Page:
Usain Bolt was sensationally disqualified from the world 100m final on Sunday after a catastrophic false start, allowing fellow Jamaican Yohan Blake in to claim gold.
Bolt, the defending champion, Olympic gold medallist and world record holder, rocked off his blocks in horrendous fashion and knew immediately he had made the biggest error possible in the world of sprinting.
Under rules which state that athletes no longer have a second bite of the cherry in the event of one false start, the 25-year-old ripped off his singlet in disgust, and slowly retreated to the starting line, head in hands, to be steered off the track.
With the packed stadium abuzz in disbelief, it took several minutes for calm to return. Blake, a training partner of Bolt under coach Glen Mills, made the most of the clean restart to power through to win in 9.92sec in a muted atmosphere.
American Walter Dix, the Olympic bronze medallist, took silver (10.08sec) and 2003 world champion Kim Collins of St Kitts and Nevis claimed bronze at 0.01.
“I have nothing to say right now. I need some time,” Bolt said.
Blake was left dumbstruck.
“I can’t find words to explain it. Usain Bolt has been there for me. I feel like I want to cry,” he said.
“I’ve been trained by one of the best coaches but I stayed cool and caught him (Collins). I felt I would win the race for Bolt.”
Athletics’ governing body, the IAAF, said it was “disappointed” by Bolt’s disqualification, and issued a statement to explain the false start rule 162.7.
“The IAAF is, of course, disappointed that Usain Bolt false started in the final of the 100m,” it said.
“It is important to remember that a sport’s credibility depends on its rules and they must also be applied consistently and fairly for ALL athletes.”
The current false start rule, applicable to all but combined events, has been in effect since January 1, 2010, “and all elite athletes have had the chance to adjust”, the IAAF said.
Prior to the rule change, athletes had the right to make one false start and they were disqualified for a subsequent false start.
The omens had been good for Bolt, with three defending champions retaining their titles on the second day of competition.
American Brittney Reese won the women’s long jump and teammate Trey Hardee the decathlon, while Russian Valeriy Borchin claimed a second consecutive world 20km race walking title.
There was also a first medal for China through Li Yanfeng in the women’s discus, but heartbreak for Ethiopian distance running legend Kenenisa Bekele.
Bekele, bidding for a record fifth consecutive 10,000m title, was forced to pull out of the event he has never been beaten in with a groin/hip injury.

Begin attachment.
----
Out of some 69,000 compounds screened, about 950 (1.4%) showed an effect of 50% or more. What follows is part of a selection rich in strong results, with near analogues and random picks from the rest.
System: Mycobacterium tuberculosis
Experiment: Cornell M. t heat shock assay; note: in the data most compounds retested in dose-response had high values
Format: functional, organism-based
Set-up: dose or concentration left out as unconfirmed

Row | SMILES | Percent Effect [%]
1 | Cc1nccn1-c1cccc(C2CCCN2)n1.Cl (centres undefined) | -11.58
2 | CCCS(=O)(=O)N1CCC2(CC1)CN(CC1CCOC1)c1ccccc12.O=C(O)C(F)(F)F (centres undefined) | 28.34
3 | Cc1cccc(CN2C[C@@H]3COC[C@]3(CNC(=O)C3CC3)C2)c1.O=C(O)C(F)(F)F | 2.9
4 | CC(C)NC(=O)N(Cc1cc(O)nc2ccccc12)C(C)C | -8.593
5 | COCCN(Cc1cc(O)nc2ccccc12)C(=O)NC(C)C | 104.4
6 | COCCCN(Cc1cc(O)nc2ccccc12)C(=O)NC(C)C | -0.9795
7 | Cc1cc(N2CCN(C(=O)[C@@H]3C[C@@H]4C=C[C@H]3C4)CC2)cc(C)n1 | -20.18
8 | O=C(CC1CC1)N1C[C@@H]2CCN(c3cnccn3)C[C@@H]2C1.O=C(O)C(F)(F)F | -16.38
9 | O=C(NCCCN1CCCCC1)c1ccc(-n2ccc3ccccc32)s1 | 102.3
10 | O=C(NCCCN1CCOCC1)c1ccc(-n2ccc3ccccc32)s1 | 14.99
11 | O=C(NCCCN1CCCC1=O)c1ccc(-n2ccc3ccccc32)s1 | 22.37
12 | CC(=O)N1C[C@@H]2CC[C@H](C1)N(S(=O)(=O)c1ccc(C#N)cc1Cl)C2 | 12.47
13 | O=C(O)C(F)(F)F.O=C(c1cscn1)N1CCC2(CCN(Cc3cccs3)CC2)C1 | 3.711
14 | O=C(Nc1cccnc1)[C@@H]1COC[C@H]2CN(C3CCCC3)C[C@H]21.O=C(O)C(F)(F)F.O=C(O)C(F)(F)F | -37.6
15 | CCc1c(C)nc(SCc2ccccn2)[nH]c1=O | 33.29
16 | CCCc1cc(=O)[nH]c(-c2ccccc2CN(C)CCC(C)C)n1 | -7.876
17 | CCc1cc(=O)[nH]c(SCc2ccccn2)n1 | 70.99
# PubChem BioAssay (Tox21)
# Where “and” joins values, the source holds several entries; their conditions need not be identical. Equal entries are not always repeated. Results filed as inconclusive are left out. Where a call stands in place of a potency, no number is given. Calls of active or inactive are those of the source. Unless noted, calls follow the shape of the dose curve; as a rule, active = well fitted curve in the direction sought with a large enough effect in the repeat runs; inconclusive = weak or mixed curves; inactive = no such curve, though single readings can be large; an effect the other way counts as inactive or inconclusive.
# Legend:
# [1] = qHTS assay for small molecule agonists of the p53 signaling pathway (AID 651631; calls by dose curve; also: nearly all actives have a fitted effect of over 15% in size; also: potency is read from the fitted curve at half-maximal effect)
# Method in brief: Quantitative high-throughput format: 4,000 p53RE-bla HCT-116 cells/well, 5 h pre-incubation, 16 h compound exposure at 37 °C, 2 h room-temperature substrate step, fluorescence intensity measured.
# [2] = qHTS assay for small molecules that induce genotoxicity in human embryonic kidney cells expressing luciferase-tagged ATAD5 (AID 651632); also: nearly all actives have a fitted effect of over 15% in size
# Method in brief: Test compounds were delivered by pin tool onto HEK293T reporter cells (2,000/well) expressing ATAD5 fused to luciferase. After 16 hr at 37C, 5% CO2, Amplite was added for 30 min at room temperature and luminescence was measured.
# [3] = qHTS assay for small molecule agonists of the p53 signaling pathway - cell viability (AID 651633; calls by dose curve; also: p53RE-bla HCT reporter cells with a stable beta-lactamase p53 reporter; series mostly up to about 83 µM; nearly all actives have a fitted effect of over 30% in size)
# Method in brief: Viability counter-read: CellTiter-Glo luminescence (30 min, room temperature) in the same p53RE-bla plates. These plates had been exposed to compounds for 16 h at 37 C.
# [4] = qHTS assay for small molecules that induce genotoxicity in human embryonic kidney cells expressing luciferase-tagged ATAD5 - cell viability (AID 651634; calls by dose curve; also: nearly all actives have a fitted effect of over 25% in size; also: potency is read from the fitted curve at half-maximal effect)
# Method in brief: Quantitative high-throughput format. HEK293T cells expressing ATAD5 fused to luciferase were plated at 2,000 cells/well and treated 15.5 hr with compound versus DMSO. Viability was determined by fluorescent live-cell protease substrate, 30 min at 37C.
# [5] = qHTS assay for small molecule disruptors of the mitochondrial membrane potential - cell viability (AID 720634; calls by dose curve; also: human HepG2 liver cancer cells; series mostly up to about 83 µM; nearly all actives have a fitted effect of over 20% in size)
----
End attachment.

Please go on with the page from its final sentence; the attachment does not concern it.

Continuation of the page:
That left the door open for British favourite Mo Farah, but Bekele’s teammates had other plans.
Ibrahim Jeilan produced an amazing home-stretch sprint to trump the Somalia-born Farah at the line of an enthralling race.
Farah had made a break shortly before the bell for the final lap, taking Jeilan and bronze medal winner Imane Merga with him.
It immediately became apparent that Merga was out of the running, but Jeilan remained as a contender.
Farah clung on until the final bend when Jeilan made his move, the two neck-and-neck before the Ethiopian sped away with a final burst of speed.
Jeilan finished the 25-lap race in 27min 13.81sec, just 0.26sec ahead of a despondent Farah while Merga clocked 27:19.14.
“I saw 100m to go,” said Farah. “Unfortunately I dug in but my legs had no more.
“I thought I had the speed and he was finishing quicker and quicker – 53sec (for the final lap) wasn’t quick enough. I didn’t go too early, I was always going to go at 400-500m.”
Hardee retained his decathlon title after amassing 8,607 points in the gruelling 10-discipline event, with teammate Ashton Eaton producing the race of his life in the 1500m to take silver by just four points from Cuba’s Leonel Suarez (8,501), who had been in second going into the final event.
Reese had sealed the first US gold of the worlds with a best leap of 6.82m in the women’s long jump ahead of Russia’s Olga Kucherenko (6.77m) and Latvia’s Ineta Radevica (6.76).
Earlier in the day, Oscar Pistorius made history by becoming the first amputee athlete to compete in world championships history.
The South African, known as ‘Blade Runner’ because he runs with carbon fibre prosthetic running blades, came third in his 400m heat in 45.39sec, qualifying him for Monday’s semi-final, with a dream final scheduled for Tuesday.